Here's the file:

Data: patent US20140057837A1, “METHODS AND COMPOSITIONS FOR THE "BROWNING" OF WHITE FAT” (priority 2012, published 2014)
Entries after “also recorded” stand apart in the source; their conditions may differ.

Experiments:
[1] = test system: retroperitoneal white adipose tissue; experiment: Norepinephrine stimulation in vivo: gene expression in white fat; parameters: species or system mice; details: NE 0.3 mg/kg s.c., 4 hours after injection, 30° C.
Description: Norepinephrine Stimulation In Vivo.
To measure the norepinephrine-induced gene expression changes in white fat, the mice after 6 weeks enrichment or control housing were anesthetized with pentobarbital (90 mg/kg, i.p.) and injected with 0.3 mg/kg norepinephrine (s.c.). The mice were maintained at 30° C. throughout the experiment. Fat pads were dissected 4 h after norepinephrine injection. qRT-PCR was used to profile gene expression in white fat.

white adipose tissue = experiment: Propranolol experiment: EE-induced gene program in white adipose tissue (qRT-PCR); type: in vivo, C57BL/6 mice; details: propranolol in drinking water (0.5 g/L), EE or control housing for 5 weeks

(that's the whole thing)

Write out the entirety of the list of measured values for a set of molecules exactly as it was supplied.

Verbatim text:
Data: patent US20140057837A1, “METHODS AND COMPOSITIONS FOR THE "BROWNING" OF WHITE FAT” (priority 2012, published 2014)
Entries after “also recorded” stand apart in the source; their conditions may differ.

Experiments:
[1] = test system: retroperitoneal white adipose tissue; experiment: Norepinephrine stimulation in vivo: gene expression in white fat; parameters: species or system mice; details: NE 0.3 mg/kg s.c., 4 hours after injection, 30° C.
Description: Norepinephrine Stimulation In Vivo.
To measure the norepinephrine-induced gene expression changes in white fat, the mice after 6 weeks enrichment or control housing were anesthetized with pentobarbital (90 mg/kg, i.p.) and injected with 0.3 mg/kg norepinephrine (s.c.). The mice were maintained at 30° C. throughout the experiment. Fat pads were dissected 4 h after norepinephrine injection. qRT-PCR was used to profile gene expression in white fat.

white adipose tissue = experiment: Propranolol experiment: EE-induced gene program in white adipose tissue (qRT-PCR); type: in vivo, C57BL/6 mice; details: propranolol in drinking water (0.5 g/L), EE or control housing for 5 weeks